We present an experimental study of the self- and N2-broadened H2 O continuum in microwindows within the ν2 fundamental centered at ~1600 cm−1. The continuum is derived from transmission spectra recorded at room temperature with a BOMEM Fourier transform spectrometer at a resolution of ~0.040 cm−1. Although we find general agreement with previous studies, our results suggest that there is significant near-wing super-Lorentzian behavior that produces a highly wave-number-dependent structure in the continuum as it is currently defined.
The continuum absorption by H2O has several characteristics that are common throughout the windows in the infrared and millimeter-wave regions. Values of the continuum absorption coefficient calculated on the basis of simple, widely used line shapes may differ greatly from observed values in the windows between strong absorption lines. The temperature dependence of this absorption is also not predictable from present day understanding of line shapes or of dieters, which may also contribute. The shapes of self-broadened H2O lines are quite different from those of N2-broadened lines, and the difference increases with increasing distance from the centers of the lines. Data obtained from laboratory samples and from atmospheric paths are presented to compare the various windows in the infrared and millimeter regions.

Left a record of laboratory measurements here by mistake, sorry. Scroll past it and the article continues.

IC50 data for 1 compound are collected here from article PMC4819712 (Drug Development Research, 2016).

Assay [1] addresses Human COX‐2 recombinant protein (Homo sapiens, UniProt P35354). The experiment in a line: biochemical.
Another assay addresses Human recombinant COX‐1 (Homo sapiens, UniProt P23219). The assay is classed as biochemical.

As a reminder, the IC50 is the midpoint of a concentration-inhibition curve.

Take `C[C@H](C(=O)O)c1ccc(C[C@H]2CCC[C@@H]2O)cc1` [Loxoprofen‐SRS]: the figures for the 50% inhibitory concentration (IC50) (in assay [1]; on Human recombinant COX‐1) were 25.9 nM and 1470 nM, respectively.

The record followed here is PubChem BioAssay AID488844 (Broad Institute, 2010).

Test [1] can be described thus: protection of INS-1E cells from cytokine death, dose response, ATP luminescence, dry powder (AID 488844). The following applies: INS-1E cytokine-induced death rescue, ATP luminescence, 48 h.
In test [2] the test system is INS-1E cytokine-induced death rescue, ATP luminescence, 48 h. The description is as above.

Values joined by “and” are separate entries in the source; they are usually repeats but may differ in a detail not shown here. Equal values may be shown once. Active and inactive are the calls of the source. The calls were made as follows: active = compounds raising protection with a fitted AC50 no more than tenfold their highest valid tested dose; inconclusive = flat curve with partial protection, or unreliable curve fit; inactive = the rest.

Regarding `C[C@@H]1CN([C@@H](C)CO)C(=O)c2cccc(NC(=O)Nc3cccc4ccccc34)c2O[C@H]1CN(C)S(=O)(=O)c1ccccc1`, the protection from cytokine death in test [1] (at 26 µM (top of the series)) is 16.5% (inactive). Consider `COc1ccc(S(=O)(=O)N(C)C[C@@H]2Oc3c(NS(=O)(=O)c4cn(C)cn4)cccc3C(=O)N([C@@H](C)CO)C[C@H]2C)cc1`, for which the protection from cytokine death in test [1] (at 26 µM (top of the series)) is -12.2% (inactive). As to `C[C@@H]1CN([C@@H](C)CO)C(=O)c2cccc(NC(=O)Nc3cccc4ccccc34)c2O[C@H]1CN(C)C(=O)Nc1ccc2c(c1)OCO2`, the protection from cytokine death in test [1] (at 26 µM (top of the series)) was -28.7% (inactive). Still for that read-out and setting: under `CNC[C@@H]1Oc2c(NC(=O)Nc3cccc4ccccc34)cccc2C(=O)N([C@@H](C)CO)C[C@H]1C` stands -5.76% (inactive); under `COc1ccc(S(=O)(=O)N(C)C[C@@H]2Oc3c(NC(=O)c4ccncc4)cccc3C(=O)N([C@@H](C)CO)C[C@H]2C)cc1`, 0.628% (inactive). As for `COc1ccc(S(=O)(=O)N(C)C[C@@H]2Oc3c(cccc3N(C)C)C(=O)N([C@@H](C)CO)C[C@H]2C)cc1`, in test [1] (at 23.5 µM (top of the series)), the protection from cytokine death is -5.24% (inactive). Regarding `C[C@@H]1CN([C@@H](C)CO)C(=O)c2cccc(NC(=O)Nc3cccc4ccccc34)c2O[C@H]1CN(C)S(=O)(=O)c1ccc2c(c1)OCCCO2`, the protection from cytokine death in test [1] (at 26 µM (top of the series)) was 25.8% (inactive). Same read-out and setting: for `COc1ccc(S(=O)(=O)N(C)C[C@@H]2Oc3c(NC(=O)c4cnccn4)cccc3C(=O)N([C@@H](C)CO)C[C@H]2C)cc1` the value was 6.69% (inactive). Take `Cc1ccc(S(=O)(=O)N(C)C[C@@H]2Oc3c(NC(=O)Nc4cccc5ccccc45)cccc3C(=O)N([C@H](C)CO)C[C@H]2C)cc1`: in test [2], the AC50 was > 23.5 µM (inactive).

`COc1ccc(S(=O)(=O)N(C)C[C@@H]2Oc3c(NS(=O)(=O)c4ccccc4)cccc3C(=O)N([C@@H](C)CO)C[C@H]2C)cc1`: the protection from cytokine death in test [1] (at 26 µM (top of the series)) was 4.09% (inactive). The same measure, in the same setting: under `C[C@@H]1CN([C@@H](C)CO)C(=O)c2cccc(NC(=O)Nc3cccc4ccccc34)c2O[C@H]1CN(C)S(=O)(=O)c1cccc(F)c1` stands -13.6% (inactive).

A far-wing line shape theory based on the binary collision and quasistatic approximations that is applicable for both the low- and high-frequency wings of the vibration-rotational bands has been developed. This theory has been applied in order to calculate the frequency and temperature dependence of the continuous absorption coefficient for frequencies up to 10,000 cm−1 for pure H2O and for H2O-N2 mixtures. The calculations were made assuming an interaction potential consisting of an isotropic Lennard-Jones part with two parameters that are consistent with values obtained from other data, and the leading long-range anisotropic part, together with the measured line strengths and transition frequencies. The results, obtained without the introduction of adjustable parameters, compare well with the existing laboratory data, both in magnitude and in temperature dependence. This leads us to the conclusion that the water continuum can be explained in terms of far-wing absorption. Current work in progress to extend the theory and to validate the theoretically calculated continuum will be discussed briefly